Faiz and Our National Identity

Posted on November 30, 2010
Filed Under >Aisha Sarwari, Economy & Development, People, Poetry, Society
Total Views: 114760

Aisha Sarwari

The Mard-e-Momin as a form of national identity is overrated. So is the concept of the collective morality and the religious honor that gets everyone keyed up, ready to take up arms against an aggressor. The biggest aggressor, after all, remains poverty, bread within. Real tyranny is that which the state practices against its own citizenry, mostly by ignoring them.

Enough with the heroic machismo, I say. It hasn’t bought Pakistan any bread or butter, although it has surely strung us into becoming a state famous world over for its radicalism.

Zard Patto Ka Bann Jo Mera Dess Hai. Faiz Ahmed Faiz (1911-1984) brews in his poetry a gentle reminder of a wilting nation, he calls each of the forgotten, by their own name: the weary armed mother who can’t calm her crying child at night, the postmen, the clerk, the railway driver and the factory worker. These form the majority of our nation – they also form a group that we don’t like to talk about. Our ‘national poet’ Allama Mohammad Iqbal for instance has no mention of these no-name people. Neither does he mention shame, which is what a realistic self-introspection deserves. How can we talk of a national poetry without the people who form its working class?

Nisar teri gallion mey aye Watan, Key koi na saar utha key chaley. Faiz has asked for a soul check, a delving into what brings real honor to the country: protection of the rights of its citizens, a level playing field and recourse to justice. As a member of the International Labor Organization he was astute about the rights of the blue collar workers. His concept of patriotism wasn’t a jingoistic one. Evident in his piece mourning the death of the founding father Mohammad Ali Jinnah, he said: “Short-sighted fanaticism and heartless greed are preparing to plunge both the dominions into another suicidal devil-dance and the voice of the common man is getting feebler through exhaustion.”

Faiz’s nationalism focused more on the cultural aspects of what it was to be Pakistani, the art, the music, the folk tradition. In his compartmentalized life, between his work as a writer and his jail sentences, he was also the head of the Ministry of Culture in Islamabad where he established the Lok Virsa museum, chronicling the unique regional art embedded in our nationalism.

Umeed-e-Seher ki baat sunoo. Far from being a pessimist, he believed in the message of hope. Listen, he said to the dawn of the new morn.

What is missing today, especially among our youth is a concept to anchor them in. A cultural identity of what it is to be a Pakistani. Childishly we believe that fighting the other fulfills our need to congregate around a cause. Pakistan is in the search of Bulleh Shah, the Khudi of Iqbal, the voice of Reshma, the Horse and Cattle show, the Polo matches, the fashion shows, the billboards and the TV Serials, no matter how variant the spectrum, each contributant to the creativity form a mosaic of multiculturalism forms a piece of the modern Pakistan we have today. Anyone with a green passport can claim it as their own.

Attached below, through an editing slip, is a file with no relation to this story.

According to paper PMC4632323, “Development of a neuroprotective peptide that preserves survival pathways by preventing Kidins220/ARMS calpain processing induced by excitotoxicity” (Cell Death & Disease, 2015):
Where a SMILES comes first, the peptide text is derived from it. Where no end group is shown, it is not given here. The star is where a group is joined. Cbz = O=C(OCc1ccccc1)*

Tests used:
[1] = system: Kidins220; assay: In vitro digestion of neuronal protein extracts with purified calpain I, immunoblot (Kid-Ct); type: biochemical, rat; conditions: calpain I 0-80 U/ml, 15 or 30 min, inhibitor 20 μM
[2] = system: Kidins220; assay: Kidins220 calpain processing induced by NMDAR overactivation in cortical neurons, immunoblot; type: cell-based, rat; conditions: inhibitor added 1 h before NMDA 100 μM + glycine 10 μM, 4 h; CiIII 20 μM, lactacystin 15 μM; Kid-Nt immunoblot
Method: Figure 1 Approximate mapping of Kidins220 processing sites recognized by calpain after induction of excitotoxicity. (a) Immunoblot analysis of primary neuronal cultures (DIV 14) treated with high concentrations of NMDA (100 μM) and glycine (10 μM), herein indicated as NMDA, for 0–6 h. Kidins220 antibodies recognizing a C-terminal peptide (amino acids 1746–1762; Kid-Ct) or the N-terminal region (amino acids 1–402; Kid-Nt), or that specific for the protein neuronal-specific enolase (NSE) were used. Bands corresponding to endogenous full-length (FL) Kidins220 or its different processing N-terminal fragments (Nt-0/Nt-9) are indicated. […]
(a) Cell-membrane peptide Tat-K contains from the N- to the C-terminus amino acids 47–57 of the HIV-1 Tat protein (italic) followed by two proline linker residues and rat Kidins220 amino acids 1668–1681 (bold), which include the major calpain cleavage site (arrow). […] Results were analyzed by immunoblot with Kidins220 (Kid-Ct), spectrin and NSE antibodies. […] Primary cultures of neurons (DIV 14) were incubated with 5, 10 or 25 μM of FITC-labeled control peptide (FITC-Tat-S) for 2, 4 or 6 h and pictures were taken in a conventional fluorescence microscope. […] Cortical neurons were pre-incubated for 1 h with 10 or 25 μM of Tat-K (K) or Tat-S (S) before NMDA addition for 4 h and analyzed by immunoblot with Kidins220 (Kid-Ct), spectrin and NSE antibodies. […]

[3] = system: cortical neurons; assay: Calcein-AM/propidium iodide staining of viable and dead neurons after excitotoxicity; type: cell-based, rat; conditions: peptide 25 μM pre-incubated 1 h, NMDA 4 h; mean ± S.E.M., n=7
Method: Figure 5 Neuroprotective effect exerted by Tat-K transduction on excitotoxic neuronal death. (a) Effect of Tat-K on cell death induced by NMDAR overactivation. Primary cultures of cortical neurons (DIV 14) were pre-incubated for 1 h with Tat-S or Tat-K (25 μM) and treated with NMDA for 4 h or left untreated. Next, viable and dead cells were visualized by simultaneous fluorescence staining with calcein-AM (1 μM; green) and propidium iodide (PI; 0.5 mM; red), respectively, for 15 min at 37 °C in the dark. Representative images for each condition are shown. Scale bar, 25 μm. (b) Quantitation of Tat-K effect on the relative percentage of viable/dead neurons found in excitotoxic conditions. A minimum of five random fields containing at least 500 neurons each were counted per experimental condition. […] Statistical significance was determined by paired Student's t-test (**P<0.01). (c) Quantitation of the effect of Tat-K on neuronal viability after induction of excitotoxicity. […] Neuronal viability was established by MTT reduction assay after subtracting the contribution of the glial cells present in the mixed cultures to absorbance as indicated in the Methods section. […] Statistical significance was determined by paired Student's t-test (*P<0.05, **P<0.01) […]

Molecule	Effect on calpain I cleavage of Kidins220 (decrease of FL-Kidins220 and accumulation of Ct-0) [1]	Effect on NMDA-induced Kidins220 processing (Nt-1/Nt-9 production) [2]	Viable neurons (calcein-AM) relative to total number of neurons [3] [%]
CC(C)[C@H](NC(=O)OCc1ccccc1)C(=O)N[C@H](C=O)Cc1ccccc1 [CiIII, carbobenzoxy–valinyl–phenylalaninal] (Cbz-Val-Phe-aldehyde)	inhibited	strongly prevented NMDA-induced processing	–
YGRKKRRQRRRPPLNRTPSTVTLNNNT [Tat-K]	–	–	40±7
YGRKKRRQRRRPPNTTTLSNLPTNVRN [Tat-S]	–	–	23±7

In the same eulogy Faiz adds that Pakistanis should, “complete the task that the Quaid-i-Azam began, the task of building a free, progressive and secure Pakistan, to restore our people the dignity and happiness for which the Quaid-i-Azam strove, to equip them with all the virtues that the nobility of freedom demands and to rid them of fear, suffering and want that have dogged their lives through the ages.”

The Pakistani cultural identity is infused with religious sentiment. It is important to divorce those two concepts because we have not one but many religious avenues which describe what it is to be a Pakistani, and these avenues cannot be excluded, because Pakistan was not created out of an exclusionary identity. Pakistan was formed for a minority community, through a democratic and constitutional process; it must therefore amongst all its principles uphold the protection of the underdog as its highest moral principle.

Tum yey Kehtey ho vo Jang ho bhi chuki, Jiss mey rakha nahi hey kissi ney kadaam. Vehemently anti-war, Faiz cautioned against those wars that were fought on the behalf of an unseen force, and lost at the cost of many lives and much blood. His focus instead was on educating the youth. As principal of a local school, he introduced at first education for women, brought enrollment to an all time high and instituted excellence at this school. His versatility as a nation builder was evident in the devotion with which he completed each assigned task, no matter what the field.

Bahar Aaee. Above all else, Faiz brought alive that Pakistan which bloomed endlessly, even after loss.

59 responses to “Faiz and Our National Identity”

  1. readinglord says:

    @Imran says:
    December 7th, 2010 2:10 am

    “At the end one last thing like the past and also now I do not understand why foreign qualified people are always considered intellectuals and role models in our country ..maybe we should close all our universities.”

    Very interesting remark indeed!

    The only exceptions are Moulana Moudoodi and Mukhtaran Mai.

    Perhaps to prove the rule?

  2. Fatima says:

    she is not “jhalhee maee” :P search for her profile on google. And one “sarrial baba” is her husband. :D

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